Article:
Review: American Hustle
The Abscam sting operation is an unlikely inspiration for a film.
In the late Seventies and early Eighties, the bizarre public corruption investigation (it involved an FBI employee posing as a Middle Eastern sheikh) targeted more than 30 public officials. A dozen or so were convicted of bribery and conspiracy, including a U.S. senator and six members of the House of Representatives. The busts were shocking when they went down, but Abscam isn't exactly a household name more than 30 years later. Is a long-ago political scandal still the stuff of a compelling movie?
In the hands of David O. Russell, it is. Well, it's the stuff of an entertaining romp, at least. Abscam is the basis for Russell's American Hustle, a film faithful to the general gist of the scandal (the FBI recruits a two-bit hustler to help take down corrupt politicians in a bribery sting) while playing fast and loose with almost all the historical details.
The real-life hustler was Melvin Weinberg; in the film, he's Irving Rosenfeld (Christian Bale, who deserves a special Oscar for best comb-over), a slick con man who fleeces gambling addicts and others in desperate need of cash by promising them phony loans. When an FBI sting nabs Rosenfeld's seductive partner, Sydney Prosser (Amy Adams), the two agree to help FBI agent Richie DiMaso (Bradley Cooper) pull off an elaborate sting involving New Jersey power brokers, the mafia, and politicians at all levels of government. (Like the real Abscam, the hustle involves a phony sheikh.)
Further explanation of the story would risk spoilers and isn't really necessary; it's enough to say that Rosenfeld and Prosser find themselves trapped in a dangerous con game far beyond their comfort level. Also caught in the web are the earnest but shady mayor of Camden, New Jersey, Carmine Polito (Jeremy Renner), and Rosenfeld's loose-cannon wife, Rosalyn (Jennifer Lawrence), whose involvement is not very helpful to the Feds.
American Hustle is best enjoyed not as a whole, but as a collection of over-the-top characters and over-the-top scenes, many of which are hilarious. The story is a breathless, sometimes confusing caper that adds up to less than the sum of its colorful threads and amusing asides. But this is okay; American Hustle is so delightfully cockeyed that its lack of depth and borderline incoherence are more than tolerable.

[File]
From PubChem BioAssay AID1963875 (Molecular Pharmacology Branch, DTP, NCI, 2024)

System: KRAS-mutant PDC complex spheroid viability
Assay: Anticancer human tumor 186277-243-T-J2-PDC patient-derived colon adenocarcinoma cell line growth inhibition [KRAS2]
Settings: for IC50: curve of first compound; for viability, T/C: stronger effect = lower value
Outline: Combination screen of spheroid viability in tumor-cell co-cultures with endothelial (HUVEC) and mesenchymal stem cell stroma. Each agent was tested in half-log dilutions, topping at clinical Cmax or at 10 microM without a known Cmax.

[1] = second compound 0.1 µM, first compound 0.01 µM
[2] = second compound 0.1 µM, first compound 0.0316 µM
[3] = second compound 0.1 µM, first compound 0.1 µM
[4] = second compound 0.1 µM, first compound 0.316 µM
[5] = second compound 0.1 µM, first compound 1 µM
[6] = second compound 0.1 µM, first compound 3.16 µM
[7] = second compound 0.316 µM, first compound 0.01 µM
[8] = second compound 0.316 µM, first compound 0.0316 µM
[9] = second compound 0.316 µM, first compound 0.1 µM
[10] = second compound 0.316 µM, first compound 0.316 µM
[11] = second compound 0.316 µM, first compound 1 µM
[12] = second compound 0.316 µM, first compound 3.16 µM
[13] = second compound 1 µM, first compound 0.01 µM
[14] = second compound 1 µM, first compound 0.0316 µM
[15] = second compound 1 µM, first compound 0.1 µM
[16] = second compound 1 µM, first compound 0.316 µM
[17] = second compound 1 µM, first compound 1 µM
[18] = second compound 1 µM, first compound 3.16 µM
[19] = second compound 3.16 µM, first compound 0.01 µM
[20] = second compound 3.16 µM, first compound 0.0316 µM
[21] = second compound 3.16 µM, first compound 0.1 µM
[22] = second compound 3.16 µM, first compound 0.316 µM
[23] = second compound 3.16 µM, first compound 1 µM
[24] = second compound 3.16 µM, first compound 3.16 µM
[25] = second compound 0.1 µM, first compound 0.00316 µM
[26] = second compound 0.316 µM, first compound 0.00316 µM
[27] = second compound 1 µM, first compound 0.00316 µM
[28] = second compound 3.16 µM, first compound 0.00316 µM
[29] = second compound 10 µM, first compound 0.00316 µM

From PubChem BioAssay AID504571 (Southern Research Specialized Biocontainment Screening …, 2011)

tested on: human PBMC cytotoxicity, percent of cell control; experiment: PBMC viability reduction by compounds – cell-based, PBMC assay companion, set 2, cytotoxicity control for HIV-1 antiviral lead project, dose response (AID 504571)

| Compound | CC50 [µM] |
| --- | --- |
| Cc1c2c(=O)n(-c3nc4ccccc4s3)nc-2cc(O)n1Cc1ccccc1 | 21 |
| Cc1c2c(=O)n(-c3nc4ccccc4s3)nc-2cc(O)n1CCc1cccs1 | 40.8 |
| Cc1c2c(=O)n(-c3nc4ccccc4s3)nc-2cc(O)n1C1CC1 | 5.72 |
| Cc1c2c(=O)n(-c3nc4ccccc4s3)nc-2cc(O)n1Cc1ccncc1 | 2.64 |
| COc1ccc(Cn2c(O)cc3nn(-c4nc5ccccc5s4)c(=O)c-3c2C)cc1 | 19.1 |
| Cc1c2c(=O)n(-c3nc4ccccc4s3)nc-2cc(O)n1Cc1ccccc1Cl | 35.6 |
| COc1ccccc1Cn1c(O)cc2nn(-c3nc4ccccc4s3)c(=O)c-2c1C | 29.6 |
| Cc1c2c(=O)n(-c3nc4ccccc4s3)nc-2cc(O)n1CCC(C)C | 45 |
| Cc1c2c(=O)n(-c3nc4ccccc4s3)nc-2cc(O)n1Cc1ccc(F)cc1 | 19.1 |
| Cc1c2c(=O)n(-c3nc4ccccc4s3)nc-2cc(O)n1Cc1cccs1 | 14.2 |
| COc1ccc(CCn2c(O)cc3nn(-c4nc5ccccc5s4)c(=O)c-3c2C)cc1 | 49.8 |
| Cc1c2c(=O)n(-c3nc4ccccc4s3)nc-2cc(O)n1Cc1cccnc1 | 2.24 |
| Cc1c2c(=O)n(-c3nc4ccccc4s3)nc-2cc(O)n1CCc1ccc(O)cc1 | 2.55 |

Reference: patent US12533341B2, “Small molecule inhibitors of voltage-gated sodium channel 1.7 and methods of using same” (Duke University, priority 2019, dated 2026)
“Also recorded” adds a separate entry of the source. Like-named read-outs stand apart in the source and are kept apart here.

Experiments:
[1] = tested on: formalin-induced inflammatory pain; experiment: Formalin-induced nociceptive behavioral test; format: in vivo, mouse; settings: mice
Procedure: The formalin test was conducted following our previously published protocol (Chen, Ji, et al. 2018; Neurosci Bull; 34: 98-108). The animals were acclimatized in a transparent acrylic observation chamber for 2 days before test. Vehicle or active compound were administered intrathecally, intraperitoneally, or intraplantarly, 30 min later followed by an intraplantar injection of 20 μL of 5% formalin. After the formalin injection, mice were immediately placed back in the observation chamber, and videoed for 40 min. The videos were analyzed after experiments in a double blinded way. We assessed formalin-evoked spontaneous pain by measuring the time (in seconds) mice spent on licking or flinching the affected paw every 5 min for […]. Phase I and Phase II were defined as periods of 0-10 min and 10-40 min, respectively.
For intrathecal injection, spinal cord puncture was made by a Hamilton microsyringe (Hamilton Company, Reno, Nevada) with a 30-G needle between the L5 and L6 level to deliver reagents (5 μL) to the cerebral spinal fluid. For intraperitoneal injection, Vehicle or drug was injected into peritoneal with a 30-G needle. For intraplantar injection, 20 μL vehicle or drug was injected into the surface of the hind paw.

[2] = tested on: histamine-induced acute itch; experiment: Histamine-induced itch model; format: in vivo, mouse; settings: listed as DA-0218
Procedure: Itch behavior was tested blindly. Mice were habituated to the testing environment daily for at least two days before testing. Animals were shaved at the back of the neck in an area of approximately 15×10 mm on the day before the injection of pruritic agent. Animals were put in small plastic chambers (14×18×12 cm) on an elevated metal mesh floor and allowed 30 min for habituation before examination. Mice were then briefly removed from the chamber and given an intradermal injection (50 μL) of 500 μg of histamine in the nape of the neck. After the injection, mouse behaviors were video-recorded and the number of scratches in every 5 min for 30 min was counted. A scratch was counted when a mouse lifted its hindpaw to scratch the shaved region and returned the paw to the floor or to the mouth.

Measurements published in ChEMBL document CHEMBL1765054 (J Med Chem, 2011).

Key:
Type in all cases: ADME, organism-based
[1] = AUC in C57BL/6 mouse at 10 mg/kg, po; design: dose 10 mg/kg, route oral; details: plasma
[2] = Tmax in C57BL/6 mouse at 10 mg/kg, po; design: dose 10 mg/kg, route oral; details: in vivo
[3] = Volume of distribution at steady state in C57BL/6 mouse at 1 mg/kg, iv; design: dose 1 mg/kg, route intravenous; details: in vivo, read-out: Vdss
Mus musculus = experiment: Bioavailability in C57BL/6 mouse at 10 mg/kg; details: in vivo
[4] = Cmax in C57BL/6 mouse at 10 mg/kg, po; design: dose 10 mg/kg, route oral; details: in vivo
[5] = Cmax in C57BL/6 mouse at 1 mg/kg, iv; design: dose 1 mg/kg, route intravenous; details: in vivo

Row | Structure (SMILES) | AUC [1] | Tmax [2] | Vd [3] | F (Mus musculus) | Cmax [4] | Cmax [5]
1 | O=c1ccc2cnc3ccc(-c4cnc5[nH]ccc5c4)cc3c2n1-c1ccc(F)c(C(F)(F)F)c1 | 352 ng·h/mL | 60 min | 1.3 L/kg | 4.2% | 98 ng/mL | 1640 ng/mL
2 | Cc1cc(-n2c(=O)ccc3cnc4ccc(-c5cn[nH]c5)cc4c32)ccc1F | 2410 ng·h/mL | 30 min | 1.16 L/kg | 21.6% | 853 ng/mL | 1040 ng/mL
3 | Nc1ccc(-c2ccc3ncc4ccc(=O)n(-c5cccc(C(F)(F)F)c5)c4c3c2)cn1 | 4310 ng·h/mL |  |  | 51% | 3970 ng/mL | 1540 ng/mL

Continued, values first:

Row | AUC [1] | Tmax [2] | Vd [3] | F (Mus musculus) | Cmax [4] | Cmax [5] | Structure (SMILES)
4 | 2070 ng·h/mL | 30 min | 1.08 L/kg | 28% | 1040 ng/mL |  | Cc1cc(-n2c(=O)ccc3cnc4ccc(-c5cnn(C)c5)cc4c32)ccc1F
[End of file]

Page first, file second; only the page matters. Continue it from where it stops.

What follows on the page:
American Hustle is in every way a triumph of style over substance, the rare half-baked movie that skillfully distracts us from its half-bakedness with genuine oddball fun. Rather than developing into believable people, the lead characters seem to be competing for some kind of quirkiness award; this can make for a very annoying movie if not done well, but the leads are all so charmingly peculiar that they're very appealing. For example, when we see the paunchy, polyester-clad Rosenfeld carefully gluing and styling his hair to hide his bald pate, do we really care if there isn't much there there?
Add a killer Seventies soundtrack and a mountain of period kitsch, and American Hustle may be the most rollicking good time you'll have at the movies this year. It's a cinematic Good Times Van (those who survived the Seventies may remember the garish party rooms on wheels) with an amped, stylish vibe and plenty of sexual heat, although the sexuality can be too goofy to be very sexy.
I'm obviously a fan of American Hustle, but I won't say it's Russell's best work (Silver Linings Playbook -- a movie with much more heart -- gets my vote), nor is it in league with this year's best films. It rambles and loses focus sometimes, and some of its excesses are too, well, excessive. The visuals and soundtrack sometimes compete for our attention rather than complement each other. (If the characters are in a quirkiness contest, the film's sights and sounds are in a coolness contest.) And in most of American Hustle, there are only two moods -- combative and slightly less combative. The constant bickering and struggling can be tiring, although the combat is usually very funny.
But I quibble. From its grandly comic performances -- Bale may be unforgettable as Rosenfeld, but Lawrence's Rosalyn is my favorite -- to its proud disdain of inhibition, American Hustle is a hoot. It's about as subtle as Sydney Prosser's plunging necklines, but blatancy has seldom been so much fun.